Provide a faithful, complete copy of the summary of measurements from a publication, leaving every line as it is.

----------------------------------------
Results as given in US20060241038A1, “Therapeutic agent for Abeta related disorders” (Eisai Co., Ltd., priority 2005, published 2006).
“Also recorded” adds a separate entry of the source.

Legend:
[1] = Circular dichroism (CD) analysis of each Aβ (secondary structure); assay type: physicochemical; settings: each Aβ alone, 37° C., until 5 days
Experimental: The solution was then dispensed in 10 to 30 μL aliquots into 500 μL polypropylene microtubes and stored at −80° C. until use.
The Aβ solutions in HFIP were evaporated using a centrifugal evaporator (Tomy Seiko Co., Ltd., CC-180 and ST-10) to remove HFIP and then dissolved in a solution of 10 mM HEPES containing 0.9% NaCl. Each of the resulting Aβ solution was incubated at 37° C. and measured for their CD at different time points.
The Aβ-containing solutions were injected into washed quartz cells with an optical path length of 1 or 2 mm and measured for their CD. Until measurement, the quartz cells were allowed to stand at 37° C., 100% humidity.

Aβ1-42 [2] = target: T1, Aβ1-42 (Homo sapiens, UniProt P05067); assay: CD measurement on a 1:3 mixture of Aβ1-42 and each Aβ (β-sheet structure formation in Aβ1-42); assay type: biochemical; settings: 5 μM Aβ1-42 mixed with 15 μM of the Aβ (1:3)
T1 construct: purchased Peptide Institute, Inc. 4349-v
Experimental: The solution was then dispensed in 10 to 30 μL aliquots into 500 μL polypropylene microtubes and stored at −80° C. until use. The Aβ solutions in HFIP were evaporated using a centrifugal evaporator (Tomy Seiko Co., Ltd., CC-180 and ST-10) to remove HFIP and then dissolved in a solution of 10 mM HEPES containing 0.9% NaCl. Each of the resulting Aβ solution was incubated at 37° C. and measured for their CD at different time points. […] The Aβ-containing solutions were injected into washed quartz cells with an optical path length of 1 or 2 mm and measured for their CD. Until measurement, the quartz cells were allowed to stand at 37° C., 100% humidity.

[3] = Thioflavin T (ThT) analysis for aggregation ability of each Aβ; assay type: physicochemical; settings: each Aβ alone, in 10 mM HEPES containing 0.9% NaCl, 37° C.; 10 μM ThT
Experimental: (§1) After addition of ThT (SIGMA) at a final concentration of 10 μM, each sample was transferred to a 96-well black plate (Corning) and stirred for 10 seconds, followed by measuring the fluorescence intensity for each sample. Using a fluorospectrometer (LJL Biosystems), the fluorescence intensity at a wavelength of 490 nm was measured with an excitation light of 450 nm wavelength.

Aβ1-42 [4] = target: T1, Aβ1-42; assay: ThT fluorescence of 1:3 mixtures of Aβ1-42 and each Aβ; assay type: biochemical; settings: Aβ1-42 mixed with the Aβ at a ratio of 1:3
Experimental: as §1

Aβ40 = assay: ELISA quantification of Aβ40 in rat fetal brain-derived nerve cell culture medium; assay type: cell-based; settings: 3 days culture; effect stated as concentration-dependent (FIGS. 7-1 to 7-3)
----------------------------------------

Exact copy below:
Results as given in US20060241038A1, “Therapeutic agent for Abeta related disorders” (Eisai Co., Ltd., priority 2005, published 2006).
“Also recorded” adds a separate entry of the source.

Legend:
[1] = Circular dichroism (CD) analysis of each Aβ (secondary structure); assay type: physicochemical; settings: each Aβ alone, 37° C., until 5 days
Experimental: The solution was then dispensed in 10 to 30 μL aliquots into 500 μL polypropylene microtubes and stored at −80° C. until use.
The Aβ solutions in HFIP were evaporated using a centrifugal evaporator (Tomy Seiko Co., Ltd., CC-180 and ST-10) to remove HFIP and then dissolved in a solution of 10 mM HEPES containing 0.9% NaCl. Each of the resulting Aβ solution was incubated at 37° C. and measured for their CD at different time points.
The Aβ-containing solutions were injected into washed quartz cells with an optical path length of 1 or 2 mm and measured for their CD. Until measurement, the quartz cells were allowed to stand at 37° C., 100% humidity.

Aβ1-42 [2] = target: T1, Aβ1-42 (Homo sapiens, UniProt P05067); assay: CD measurement on a 1:3 mixture of Aβ1-42 and each Aβ (β-sheet structure formation in Aβ1-42); assay type: biochemical; settings: 5 μM Aβ1-42 mixed with 15 μM of the Aβ (1:3)
T1 construct: purchased Peptide Institute, Inc. 4349-v
Experimental: The solution was then dispensed in 10 to 30 μL aliquots into 500 μL polypropylene microtubes and stored at −80° C. until use. The Aβ solutions in HFIP were evaporated using a centrifugal evaporator (Tomy Seiko Co., Ltd., CC-180 and ST-10) to remove HFIP and then dissolved in a solution of 10 mM HEPES containing 0.9% NaCl. Each of the resulting Aβ solution was incubated at 37° C. and measured for their CD at different time points. […] The Aβ-containing solutions were injected into washed quartz cells with an optical path length of 1 or 2 mm and measured for their CD. Until measurement, the quartz cells were allowed to stand at 37° C., 100% humidity.

[3] = Thioflavin T (ThT) analysis for aggregation ability of each Aβ; assay type: physicochemical; settings: each Aβ alone, in 10 mM HEPES containing 0.9% NaCl, 37° C.; 10 μM ThT
Experimental: (§1) After addition of ThT (SIGMA) at a final concentration of 10 μM, each sample was transferred to a 96-well black plate (Corning) and stirred for 10 seconds, followed by measuring the fluorescence intensity for each sample. Using a fluorospectrometer (LJL Biosystems), the fluorescence intensity at a wavelength of 490 nm was measured with an excitation light of 450 nm wavelength.

Aβ1-42 [4] = target: T1, Aβ1-42; assay: ThT fluorescence of 1:3 mixtures of Aβ1-42 and each Aβ; assay type: biochemical; settings: Aβ1-42 mixed with the Aβ at a ratio of 1:3
Experimental: as §1

Aβ40 = assay: ELISA quantification of Aβ40 in rat fetal brain-derived nerve cell culture medium; assay type: cell-based; settings: 3 days culture; effect stated as concentration-dependent (FIGS. 7-1 to 7-3)